IDW is publishing one of the latest Stephen King novels into comic book format — Sleeping Beauties, his collaboration with his son, Owen King. It’s a new horror mini-series adapted by Rio Youers with art by Alison Sampson about a mysterious woman in Appalachia, a virus from Australia that covers women’s heads with a cocoon and makes them fall asleep. Given the pandemic we’re still living in, this story might be a lot for some, but for others looking for a domestic drama with supernatural horror, this is going to be your cup of tea.
I never read the novel by Owen and Stephen King, but had no trouble getting into this viscerally weird and strange world. The art by Alison Sampson is as good as if not better than on her series Winnebago Graveyard. I interviewed her three years ago and I have to say her art style is arresting no matter the subject. The book opens on a closeup of a mysterious naked woman walking in the forest. She seems to be at peace even with a strange red snake slithering around her. Sampson has a way of layering background and foreground that makes the imagery blend as one, which suits this character who seems to be some kind of force of mother nature.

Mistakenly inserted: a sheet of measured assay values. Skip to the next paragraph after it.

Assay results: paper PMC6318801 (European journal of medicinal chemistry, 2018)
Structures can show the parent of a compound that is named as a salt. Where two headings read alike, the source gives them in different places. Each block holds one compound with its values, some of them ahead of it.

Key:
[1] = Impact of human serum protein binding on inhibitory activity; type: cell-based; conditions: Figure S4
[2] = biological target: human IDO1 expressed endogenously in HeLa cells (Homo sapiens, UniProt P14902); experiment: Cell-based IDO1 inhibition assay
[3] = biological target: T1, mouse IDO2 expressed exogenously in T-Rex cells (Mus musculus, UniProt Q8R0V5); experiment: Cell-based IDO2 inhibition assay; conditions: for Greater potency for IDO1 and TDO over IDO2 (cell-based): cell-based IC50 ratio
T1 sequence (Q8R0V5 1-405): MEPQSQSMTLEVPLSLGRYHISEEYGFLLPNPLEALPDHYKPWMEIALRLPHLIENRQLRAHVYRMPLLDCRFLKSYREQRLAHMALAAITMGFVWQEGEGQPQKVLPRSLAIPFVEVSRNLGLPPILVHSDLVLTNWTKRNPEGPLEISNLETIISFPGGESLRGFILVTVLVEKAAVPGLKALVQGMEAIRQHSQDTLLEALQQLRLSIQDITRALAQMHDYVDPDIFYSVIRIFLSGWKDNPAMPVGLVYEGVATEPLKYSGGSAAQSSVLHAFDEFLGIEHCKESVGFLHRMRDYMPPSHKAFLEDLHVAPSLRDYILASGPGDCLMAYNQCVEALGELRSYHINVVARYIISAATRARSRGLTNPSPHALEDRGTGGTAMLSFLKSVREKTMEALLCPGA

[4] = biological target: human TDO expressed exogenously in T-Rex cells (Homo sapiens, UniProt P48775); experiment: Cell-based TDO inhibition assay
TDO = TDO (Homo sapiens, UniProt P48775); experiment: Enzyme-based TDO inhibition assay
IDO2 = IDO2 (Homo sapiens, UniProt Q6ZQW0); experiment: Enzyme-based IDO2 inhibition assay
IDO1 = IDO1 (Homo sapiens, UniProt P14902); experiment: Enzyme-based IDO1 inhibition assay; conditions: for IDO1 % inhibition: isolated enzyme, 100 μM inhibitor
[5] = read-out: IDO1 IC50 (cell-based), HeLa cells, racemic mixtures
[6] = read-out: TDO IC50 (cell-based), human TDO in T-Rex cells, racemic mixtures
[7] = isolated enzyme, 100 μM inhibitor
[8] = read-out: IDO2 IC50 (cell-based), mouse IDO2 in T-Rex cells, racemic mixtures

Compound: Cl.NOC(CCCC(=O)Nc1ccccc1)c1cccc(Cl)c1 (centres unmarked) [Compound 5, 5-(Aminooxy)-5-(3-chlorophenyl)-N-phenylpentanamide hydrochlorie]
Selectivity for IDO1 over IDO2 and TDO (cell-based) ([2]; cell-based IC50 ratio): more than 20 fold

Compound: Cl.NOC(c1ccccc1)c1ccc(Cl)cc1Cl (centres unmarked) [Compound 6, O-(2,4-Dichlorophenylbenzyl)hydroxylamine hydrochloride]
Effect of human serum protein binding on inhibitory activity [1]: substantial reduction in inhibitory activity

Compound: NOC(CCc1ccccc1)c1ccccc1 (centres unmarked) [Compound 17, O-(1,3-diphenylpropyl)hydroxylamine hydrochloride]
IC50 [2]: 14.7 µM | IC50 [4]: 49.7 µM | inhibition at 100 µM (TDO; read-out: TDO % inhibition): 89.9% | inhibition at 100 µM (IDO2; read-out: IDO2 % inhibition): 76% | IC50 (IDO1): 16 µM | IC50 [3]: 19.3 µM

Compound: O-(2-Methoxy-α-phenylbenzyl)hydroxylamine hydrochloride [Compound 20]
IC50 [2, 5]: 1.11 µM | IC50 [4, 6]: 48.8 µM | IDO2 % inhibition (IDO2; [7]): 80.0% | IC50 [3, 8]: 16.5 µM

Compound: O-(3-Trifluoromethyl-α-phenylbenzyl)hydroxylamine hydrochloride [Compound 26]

Soon we’re cutting to a woman’s prison, a family getting ready for the day, and a conflict that sets in motion a day protagonist Lila will never forget. The backwater nature of the surroundings mixed with the incredible perspectives on the characters will draw you in and absorb your imagination. Again, Sampson has completely blown me away with her use of closeups and facial expressions making these very human people seem bizarre and strange. Something very weird is going on and it’s up to you, the reader, to figure it out.
Aside from the incredible visual style, this issue does well to set up the stakes and what is going on. We don’t get a ton of time with the characters, but the ones that matter add up to be very human and realistic. The nature of the virus, really any virus story at all these days, is unnerving and strange, like something out of Twin Peaks. The story does move rather slowly though, again I didn’t really know these characters by the end, but I can see how when collected it’ll read better.
My only gripe is the lettering. It’s hard to read throughout and that may be rectified in the print format (I only had a digital reviewer copy) but I found myself zooming in on the word balloons often to make out what was being said.
I had a blast reading and absorbing the intense and trippy visual style of this book. Sampson is crafting a visual tapestry I can’t put down while Youers is unveiling a bag of mysteries I’m ever more curious about as I turn each page. This is another good example of how comics are a fantastic medium for novel adaptations and may even surpass films if given the chance.